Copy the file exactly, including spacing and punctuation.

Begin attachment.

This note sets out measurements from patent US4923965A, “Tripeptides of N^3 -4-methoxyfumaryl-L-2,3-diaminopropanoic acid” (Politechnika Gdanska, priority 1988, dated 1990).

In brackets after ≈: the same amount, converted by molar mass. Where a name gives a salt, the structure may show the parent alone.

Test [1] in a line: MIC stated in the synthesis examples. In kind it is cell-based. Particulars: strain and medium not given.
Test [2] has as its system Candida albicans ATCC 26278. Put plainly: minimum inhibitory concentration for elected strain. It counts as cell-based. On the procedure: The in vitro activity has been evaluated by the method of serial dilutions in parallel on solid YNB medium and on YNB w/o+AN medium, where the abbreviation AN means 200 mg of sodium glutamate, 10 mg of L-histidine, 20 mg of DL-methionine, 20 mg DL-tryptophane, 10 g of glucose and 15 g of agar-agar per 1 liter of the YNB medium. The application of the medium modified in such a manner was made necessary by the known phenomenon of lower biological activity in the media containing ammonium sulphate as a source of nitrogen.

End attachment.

This note sets out measurements from patent US4923965A, “Tripeptides of N^3 -4-methoxyfumaryl-L-2,3-diaminopropanoic acid” (Politechnika Gdanska, priority 1988, dated 1990).

In brackets after ≈: the same amount, converted by molar mass. Where a name gives a salt, the structure may show the parent alone.

Test [1] in a line: MIC stated in the synthesis examples. In kind it is cell-based. Particulars: strain and medium not given.
Test [2] has as its system Candida albicans ATCC 26278. Put plainly: minimum inhibitory concentration for elected strain. It counts as cell-based. On the procedure: The in vitro activity has been evaluated by the method of serial dilutions in parallel on solid YNB medium and on YNB w/o+AN medium, where the abbreviation AN means 200 mg of sodium glutamate, 10 mg of L-histidine, 20 mg of DL-methionine, 20 mg DL-tryptophane, 10 g of glucose and 15 g of agar-agar per 1 liter of the YNB medium. The application of the medium modified in such a manner was made necessary by the known phenomenon of lower biological activity in the media containing ammonium sulphate as a source of nitrogen.